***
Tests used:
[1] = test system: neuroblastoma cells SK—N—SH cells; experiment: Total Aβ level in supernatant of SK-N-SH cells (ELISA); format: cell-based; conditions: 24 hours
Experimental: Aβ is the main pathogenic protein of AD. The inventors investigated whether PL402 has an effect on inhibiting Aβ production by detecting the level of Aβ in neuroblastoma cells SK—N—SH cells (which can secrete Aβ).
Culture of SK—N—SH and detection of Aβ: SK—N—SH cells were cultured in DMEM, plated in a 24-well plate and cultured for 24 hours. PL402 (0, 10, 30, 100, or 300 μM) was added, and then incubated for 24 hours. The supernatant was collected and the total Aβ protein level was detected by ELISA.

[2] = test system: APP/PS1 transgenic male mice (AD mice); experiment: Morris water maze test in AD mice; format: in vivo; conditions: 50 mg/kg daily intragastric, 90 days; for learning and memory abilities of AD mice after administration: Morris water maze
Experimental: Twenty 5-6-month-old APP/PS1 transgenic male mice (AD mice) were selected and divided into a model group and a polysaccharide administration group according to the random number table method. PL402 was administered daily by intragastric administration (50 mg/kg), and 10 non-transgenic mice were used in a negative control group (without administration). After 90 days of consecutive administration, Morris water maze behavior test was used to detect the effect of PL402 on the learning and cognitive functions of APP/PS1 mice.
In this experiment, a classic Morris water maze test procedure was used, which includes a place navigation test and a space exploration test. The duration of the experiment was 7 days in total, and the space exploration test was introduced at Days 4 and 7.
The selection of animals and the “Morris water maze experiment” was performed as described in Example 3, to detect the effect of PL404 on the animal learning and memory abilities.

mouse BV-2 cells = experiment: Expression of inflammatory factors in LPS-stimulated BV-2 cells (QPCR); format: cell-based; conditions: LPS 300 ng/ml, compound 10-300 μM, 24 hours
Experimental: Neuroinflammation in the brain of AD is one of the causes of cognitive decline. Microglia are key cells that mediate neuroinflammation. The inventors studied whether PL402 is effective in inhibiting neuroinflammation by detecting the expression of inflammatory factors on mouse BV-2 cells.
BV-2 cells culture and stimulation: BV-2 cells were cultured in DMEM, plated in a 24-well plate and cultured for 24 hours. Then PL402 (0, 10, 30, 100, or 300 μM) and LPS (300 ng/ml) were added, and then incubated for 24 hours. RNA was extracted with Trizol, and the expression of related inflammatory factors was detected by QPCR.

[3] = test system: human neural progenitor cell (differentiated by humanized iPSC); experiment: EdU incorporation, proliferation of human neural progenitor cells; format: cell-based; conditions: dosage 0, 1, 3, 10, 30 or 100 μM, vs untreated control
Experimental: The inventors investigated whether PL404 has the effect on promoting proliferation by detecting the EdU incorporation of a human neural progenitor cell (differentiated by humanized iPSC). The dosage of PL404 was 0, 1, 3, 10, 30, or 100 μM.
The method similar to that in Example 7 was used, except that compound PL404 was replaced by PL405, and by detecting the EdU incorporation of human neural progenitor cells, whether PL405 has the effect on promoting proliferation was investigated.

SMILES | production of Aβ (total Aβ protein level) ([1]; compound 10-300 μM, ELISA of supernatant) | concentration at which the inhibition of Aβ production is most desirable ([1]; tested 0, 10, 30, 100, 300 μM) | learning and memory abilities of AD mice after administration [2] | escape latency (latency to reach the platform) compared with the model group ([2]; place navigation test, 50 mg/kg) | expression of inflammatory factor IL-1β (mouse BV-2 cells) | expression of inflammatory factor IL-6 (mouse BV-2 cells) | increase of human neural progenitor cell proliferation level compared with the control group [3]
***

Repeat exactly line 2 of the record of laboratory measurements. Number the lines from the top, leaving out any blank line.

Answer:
[1] = test system: neuroblastoma cells SK—N—SH cells; experiment: Total Aβ level in supernatant of SK-N-SH cells (ELISA); format: cell-based; conditions: 24 hours